Friday, April 12, 2024

MethaneSAT to monitor cow gas from space

Neal Wallace
A few times a month satellite will pass over NZ and monitor emission trends from at least two of its main dairy areas.
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New Zealand’s agricultural methane emissions are to be monitored from space following the recent launch of dedicated satellite.

MethaneSAT is primarily designed to monitor methane leaks from the fossil fuel industry but the agricultural programme, which will measure global emissions from livestock and rice production, will be run from NZ.

Once or twice a month the satellite will pass over NZ and monitor methane emission trends from at least two of our main dairy areas.

Initially Waikato and Canterbury will be the focus, but if topography is not an issue, Taranaki and Southland will be included. 

The science leader of the agricultural programme, Dr Sara Mikaloff-Fletcher from NIWA, said each day MethaneSAT will measure methane emissions from 30 targets around the world, of which four or five will be agricultural.

Each target will be measured as 200km square block using precision, high spatial resolution technology.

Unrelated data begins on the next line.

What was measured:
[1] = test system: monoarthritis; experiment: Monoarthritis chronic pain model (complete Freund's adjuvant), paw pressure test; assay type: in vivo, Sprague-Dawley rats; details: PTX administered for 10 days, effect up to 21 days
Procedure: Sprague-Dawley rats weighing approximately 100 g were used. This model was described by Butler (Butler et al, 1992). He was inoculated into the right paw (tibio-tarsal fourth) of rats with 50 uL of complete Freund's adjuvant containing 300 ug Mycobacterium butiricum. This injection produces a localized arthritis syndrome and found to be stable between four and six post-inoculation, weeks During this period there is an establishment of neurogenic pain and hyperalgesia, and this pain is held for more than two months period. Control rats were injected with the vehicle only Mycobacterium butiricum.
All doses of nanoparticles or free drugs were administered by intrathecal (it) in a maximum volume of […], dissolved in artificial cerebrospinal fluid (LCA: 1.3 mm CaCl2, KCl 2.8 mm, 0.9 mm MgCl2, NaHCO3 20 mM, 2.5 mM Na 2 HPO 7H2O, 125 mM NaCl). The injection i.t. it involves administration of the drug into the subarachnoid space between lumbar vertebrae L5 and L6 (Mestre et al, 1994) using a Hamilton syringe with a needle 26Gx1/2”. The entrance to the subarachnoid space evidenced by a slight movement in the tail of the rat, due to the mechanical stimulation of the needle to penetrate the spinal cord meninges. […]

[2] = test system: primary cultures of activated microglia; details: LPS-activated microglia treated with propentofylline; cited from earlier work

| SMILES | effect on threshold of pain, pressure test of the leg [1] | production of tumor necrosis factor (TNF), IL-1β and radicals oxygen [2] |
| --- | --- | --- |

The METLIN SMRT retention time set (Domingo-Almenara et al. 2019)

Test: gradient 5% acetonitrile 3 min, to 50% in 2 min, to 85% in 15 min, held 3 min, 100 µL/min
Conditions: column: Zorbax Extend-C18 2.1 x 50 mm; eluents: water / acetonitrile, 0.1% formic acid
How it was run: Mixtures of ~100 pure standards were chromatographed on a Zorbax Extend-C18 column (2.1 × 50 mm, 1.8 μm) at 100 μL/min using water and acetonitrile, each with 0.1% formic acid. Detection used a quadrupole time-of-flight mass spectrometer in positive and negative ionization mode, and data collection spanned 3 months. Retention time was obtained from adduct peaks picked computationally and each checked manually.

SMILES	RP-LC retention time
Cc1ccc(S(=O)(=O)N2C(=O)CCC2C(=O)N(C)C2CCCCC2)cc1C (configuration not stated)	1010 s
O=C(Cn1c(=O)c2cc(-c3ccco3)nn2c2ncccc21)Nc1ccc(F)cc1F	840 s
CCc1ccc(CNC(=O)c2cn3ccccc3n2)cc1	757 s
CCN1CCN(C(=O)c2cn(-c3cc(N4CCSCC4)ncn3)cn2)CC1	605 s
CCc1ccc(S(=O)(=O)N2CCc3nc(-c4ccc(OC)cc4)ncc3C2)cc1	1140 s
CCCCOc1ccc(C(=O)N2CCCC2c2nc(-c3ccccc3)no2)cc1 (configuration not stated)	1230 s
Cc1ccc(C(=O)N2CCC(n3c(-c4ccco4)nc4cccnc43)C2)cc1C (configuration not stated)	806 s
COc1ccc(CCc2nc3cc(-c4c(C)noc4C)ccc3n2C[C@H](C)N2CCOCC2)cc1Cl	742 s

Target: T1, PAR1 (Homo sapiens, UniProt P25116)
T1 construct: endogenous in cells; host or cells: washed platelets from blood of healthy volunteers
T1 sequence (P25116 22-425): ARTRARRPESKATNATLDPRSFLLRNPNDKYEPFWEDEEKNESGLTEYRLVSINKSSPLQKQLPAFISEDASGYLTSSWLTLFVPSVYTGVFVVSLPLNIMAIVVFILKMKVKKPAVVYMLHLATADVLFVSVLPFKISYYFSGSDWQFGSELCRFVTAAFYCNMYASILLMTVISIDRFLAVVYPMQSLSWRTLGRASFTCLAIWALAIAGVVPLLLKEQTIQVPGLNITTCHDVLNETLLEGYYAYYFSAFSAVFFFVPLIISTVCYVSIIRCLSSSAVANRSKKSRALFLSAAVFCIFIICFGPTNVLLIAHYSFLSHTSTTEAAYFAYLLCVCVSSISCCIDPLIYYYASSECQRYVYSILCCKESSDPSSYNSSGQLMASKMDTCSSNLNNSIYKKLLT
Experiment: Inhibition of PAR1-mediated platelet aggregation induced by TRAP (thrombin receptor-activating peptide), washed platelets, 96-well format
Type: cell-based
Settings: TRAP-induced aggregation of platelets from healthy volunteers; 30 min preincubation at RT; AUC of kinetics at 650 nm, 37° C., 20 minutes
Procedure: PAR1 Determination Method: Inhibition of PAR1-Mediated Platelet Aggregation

The satellite will make one or two passes a month over NZ’s largest dairy areas.

Mikaloff-Fletcher said the satellite will measure methane levels between the ground and the top of the atmosphere, detecting as few as two parts of methane per billion when averaged over a 1km spatial resolution.

“We have the opportunity to be the first team to develop and prove this capability worldwide,” Mikaloff-Fletcher said.

She stressed it was not a case of big brother spying on the agricultural sector but using a precision tool to monitor changes in methane emissions.

“The last thing we want is for anyone to think we are spying on cows.”

NZ will be test case for the satellite performance and the accuracy of the technology, providing the perfect test ground because of a greenhouse gas profile that is weighted towards methane, and its world-class greenhouse gas measurement and modelling capability. 

“We will have a field campaign in New Zealand to measure methane emissions at the surface and from aircraft to test this capability.”

She said once validated in the next three to four weeks, the satellite will provide timely assessments on the effectiveness of new methane reduction policies or technology.

The agricultural programme is a collaboration between NIWA, Landcare Research, University of Waikato and Victoria University of Wellington, and the United States-based Harvard University, Environmental Defence Fund, and the Smithsonian Astrophysical Observatory.

It is funded by the Ministry for Business, Innovation and Employment and RocketLab. The University of Auckland’s Space Institute is establishing and operating mission control for the satellite.

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